"Can Vagus Nerve Stimulation Help Treat Your Depression?" -Patrick Keeffe
People with depression may experience significant improvements in their quality of life through nerve stimulation, even if their depression symptoms don’t dissipate completely. That’s the conclusion reached by researchers at Washington University School of Medicine in Missouri. Their findings were announced online last month in The Journal of Clinical Psychiatry, published by the American Society of Clinical Psychopharmacology. “Vagus nerve stimulation has been a tremendous amount of help where medications have failed,” said Brian Kopell, MD, director of the center for neuromodulation at the Mount Sinai Health System, who has used VNS to treat epilepsy. “It has a variety of uses, but sometimes it can take a couple of years to work.” Dr. Kopell said, “One of the challenges is that VNS is not paid for by insurance because of the national, non-coverage decision by CMS [the Centers for Medicare & Medicaid Services, a federal agency]. People can’t get it paid for, so it doesn’t get used.” However, Dr. Kopell said, the data coming out of VNS research, such as the Aaronson and Conway studies, has demonstrated VNS can be useful for patients with TRD.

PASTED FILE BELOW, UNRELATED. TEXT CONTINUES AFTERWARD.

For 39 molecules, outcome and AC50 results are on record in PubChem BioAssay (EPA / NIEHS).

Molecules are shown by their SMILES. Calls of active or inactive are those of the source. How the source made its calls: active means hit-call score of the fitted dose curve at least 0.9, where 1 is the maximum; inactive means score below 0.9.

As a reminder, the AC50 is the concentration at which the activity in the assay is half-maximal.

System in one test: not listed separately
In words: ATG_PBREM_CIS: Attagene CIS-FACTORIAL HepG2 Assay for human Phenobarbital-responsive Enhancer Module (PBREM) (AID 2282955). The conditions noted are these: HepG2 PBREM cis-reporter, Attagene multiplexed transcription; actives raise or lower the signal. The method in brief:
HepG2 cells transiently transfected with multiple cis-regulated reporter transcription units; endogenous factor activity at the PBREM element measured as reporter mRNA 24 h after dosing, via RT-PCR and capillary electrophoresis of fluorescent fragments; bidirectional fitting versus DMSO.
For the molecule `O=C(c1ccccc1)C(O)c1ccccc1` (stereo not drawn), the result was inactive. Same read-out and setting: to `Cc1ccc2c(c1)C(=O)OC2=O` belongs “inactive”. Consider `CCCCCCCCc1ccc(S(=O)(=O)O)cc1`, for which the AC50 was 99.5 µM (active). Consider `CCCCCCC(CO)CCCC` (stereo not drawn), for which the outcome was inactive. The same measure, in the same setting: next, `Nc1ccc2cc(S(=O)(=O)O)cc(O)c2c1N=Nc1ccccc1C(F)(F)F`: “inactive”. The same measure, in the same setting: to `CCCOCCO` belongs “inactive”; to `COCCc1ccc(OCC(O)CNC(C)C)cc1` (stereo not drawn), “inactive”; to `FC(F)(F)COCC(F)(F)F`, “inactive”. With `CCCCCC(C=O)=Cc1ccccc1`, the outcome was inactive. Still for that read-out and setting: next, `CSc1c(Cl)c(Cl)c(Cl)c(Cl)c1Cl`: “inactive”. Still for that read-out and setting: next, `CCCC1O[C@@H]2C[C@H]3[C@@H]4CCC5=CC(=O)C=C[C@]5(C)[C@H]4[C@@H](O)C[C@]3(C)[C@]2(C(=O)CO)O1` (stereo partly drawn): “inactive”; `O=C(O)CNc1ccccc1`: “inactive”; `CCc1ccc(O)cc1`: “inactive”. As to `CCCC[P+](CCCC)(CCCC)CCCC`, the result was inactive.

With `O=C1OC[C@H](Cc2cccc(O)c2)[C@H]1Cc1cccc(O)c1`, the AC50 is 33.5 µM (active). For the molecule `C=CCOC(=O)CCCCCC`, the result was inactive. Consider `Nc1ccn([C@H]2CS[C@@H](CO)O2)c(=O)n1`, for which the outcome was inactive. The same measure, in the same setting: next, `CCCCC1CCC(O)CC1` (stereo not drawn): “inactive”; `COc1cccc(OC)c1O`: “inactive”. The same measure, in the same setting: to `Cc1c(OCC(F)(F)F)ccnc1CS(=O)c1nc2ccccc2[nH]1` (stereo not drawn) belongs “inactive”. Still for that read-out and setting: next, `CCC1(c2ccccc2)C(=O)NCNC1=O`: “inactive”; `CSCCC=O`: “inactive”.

- Brian Kopell, MD, Professor, Neurosurgery, Psychiatry, Neurology, Neuroscience, Icahn School of Medicine at Mount Sinai, Director, Center of Neuromodulation at Mount Sinai Health System